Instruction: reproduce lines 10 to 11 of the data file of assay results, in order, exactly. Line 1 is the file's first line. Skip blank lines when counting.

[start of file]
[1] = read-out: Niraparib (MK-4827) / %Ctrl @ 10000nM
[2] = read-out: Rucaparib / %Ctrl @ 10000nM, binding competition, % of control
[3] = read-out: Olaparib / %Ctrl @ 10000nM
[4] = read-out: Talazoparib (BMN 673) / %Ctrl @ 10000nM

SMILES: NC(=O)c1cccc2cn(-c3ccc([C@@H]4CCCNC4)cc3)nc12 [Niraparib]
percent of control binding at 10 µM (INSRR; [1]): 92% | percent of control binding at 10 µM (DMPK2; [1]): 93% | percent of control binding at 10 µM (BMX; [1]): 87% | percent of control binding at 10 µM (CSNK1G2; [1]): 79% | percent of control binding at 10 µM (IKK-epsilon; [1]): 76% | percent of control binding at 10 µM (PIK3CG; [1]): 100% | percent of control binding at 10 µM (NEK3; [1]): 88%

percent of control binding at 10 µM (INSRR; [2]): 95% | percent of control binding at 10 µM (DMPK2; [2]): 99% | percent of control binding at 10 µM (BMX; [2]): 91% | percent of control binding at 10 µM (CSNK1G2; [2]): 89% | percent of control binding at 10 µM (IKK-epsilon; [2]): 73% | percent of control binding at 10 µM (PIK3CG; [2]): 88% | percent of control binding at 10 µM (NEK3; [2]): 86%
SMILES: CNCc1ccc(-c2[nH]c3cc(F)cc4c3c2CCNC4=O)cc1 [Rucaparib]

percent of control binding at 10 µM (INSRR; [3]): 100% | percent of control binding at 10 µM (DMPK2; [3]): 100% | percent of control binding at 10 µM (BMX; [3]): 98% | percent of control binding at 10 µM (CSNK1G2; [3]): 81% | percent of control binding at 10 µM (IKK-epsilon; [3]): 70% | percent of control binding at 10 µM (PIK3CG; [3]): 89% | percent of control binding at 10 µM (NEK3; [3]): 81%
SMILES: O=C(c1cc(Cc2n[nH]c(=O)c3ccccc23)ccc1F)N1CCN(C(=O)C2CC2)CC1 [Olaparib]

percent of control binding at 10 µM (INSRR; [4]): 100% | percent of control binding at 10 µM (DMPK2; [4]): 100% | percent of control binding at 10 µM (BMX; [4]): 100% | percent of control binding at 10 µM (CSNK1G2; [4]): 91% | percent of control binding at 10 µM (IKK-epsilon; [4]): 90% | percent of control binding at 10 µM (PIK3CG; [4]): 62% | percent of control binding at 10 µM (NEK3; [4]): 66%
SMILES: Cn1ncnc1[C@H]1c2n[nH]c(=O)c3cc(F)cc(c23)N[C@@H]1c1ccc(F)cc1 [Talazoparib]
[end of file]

SMILES: O=C(c1cc(Cc2n[nH]c(=O)c3ccccc23)ccc1F)N1CCN(C(=O)C2CC2)CC1 [Olaparib]

percent of control binding at 10 µM (INSRR; [4]): 100% | percent of control binding at 10 µM (DMPK2; [4]): 100% | percent of control binding at 10 µM (BMX; [4]): 100% | percent of control binding at 10 µM (CSNK1G2; [4]): 91% | percent of control binding at 10 µM (IKK-epsilon; [4]): 90% | percent of control binding at 10 µM (PIK3CG; [4]): 62% | percent of control binding at 10 µM (NEK3; [4]): 66%